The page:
Articles

Molecular Aspects of Lens Cell Differentiation

Science  21 Apr 1967:
Vol. 156, Issue 3773, pp. 338-346
DOI: 10.1126/science.156.3773.338

Abstract

I have presented a series of observations on macromolecular interactions which occur during the terminal stages of lens cell differentiation. These are summarized in Fig. 2. Other cell types that undergo similar changes are the erythrocyte and skin cells (epidermis) during the process of keratinization. These other cells are also involved in the synthesis of highly specific proteins, and there are indications that molecular alterations similar to those described for the lens may also occur in these cells (26). Thus, elucidation of a specific series of macromolecular initeractions such as those described may provide a basis for the biochemical definition of the terminal stages of cellular differentiation. Differentiation of the reticulocyte, for example, involves inactivation of the nucleus, stabilization of mRNA, and possibly a ribosomal breakdown such as I have described here (26). Furthermore, elucidation of the mechanisms of reactions involving the initiation of tissue-specific protein synthesis and suLbsequent nuclear inactivation, stabilization of mRNA, and breakdown of the ribosomes may provide a basis for defining the mechanisms of terminal cellular differentiation.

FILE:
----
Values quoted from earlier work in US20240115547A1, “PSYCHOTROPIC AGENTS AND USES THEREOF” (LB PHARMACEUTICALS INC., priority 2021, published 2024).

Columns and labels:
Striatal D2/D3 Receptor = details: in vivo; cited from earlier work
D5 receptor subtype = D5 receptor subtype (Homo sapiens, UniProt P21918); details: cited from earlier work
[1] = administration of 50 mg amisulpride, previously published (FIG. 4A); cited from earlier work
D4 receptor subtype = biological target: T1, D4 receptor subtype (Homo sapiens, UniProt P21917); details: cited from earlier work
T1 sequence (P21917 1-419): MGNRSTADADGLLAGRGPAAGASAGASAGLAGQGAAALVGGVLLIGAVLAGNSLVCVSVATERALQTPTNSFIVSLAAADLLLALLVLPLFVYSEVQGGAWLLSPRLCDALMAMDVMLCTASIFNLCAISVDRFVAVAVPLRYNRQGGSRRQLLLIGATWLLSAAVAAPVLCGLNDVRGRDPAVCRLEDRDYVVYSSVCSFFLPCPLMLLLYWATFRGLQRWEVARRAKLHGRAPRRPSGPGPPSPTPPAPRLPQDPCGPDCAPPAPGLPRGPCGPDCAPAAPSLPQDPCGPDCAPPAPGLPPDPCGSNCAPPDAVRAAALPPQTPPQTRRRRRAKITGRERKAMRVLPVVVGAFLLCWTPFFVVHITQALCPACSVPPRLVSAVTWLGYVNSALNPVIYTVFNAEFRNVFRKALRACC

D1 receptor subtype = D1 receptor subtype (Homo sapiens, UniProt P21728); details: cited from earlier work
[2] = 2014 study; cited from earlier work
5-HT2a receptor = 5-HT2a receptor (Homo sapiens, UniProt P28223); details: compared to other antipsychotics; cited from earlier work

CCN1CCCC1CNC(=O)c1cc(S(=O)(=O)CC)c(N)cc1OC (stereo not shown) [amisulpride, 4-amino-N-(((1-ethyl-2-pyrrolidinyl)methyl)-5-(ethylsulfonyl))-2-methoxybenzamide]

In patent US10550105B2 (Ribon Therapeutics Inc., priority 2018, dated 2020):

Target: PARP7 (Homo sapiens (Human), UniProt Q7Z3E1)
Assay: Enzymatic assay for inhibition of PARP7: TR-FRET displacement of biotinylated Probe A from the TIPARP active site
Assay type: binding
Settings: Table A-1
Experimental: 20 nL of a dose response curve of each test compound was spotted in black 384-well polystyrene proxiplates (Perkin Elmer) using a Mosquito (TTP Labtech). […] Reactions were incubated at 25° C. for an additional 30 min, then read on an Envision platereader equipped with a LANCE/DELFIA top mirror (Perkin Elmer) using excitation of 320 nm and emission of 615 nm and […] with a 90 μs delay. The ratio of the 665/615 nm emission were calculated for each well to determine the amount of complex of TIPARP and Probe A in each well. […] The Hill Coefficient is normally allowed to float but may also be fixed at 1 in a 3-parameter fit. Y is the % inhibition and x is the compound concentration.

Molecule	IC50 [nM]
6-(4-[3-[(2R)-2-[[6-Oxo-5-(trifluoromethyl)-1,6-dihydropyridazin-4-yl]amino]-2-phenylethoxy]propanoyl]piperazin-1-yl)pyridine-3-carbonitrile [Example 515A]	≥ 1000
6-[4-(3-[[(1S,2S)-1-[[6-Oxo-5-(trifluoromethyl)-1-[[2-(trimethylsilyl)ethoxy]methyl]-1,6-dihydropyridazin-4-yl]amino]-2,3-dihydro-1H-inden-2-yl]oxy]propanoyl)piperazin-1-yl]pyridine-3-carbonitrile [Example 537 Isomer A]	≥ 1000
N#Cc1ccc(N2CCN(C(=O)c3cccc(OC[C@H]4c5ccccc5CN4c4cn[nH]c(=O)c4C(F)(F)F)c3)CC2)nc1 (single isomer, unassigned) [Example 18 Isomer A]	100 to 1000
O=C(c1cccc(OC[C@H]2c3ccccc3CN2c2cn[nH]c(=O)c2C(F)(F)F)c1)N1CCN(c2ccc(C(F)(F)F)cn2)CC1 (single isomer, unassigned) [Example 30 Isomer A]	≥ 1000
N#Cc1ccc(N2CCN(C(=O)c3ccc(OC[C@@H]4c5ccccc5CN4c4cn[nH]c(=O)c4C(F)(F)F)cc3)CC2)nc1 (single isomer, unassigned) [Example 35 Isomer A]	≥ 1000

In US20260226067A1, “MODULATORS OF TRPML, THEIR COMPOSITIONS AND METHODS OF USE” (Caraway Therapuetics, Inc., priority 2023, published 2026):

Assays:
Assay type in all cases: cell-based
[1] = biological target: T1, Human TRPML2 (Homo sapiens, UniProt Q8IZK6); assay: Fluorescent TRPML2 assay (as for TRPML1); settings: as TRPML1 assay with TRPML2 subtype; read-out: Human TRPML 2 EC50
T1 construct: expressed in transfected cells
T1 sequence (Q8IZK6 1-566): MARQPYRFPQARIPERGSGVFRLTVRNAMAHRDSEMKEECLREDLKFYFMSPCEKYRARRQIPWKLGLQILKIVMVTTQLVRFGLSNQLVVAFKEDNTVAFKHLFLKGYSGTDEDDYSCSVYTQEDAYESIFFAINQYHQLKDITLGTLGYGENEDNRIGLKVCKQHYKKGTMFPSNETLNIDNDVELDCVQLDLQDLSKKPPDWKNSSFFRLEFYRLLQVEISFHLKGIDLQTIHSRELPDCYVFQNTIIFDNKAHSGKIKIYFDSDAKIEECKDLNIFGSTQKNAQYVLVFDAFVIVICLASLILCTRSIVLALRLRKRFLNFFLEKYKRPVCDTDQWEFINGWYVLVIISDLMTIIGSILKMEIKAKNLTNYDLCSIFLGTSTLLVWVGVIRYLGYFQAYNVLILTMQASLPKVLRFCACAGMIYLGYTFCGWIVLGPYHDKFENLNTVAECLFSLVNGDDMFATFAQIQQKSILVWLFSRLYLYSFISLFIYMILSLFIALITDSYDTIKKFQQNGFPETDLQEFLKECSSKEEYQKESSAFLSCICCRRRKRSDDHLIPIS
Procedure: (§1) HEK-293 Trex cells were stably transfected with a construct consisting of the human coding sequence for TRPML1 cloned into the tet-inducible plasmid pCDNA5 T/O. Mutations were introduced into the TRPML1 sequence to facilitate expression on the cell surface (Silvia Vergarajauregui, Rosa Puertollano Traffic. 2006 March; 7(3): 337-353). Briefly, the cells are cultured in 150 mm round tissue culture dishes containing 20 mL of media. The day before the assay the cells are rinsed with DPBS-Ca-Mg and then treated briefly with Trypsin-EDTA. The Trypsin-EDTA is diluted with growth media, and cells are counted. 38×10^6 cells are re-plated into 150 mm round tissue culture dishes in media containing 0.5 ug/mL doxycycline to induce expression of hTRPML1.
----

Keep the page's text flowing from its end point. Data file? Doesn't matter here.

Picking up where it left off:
The lens cell has reached its highest form of cellular differentiation when it has formed the fiber cell. With respect to the mechanism of lens fiber cell formation, we would like to know whether specific biochemical changes such as γ-crystallin synthesis are intiniately linked to fiber cell formation—that is, whether γ-crystallins are required to bring about the formation of a fiber cell. The potential for synthesizing γ-crystallins is inherent in the genome of the cell. This part of the genome is nonfunctional in the epithelial cell. Can these genes be activated without bringing about a simultaneous cellular elongation, nuclear inactivation and loss of cellular replication, stabilization of mRNA, and breakdown of the ribosomes? The degree of coupling or uncoupling of tissue-specific-protein synthesis to morphogenesis is an important part of the mechanism of cellular differentiation. We feel that we have now reached the stage where we can begin to answer these questions.

Related Content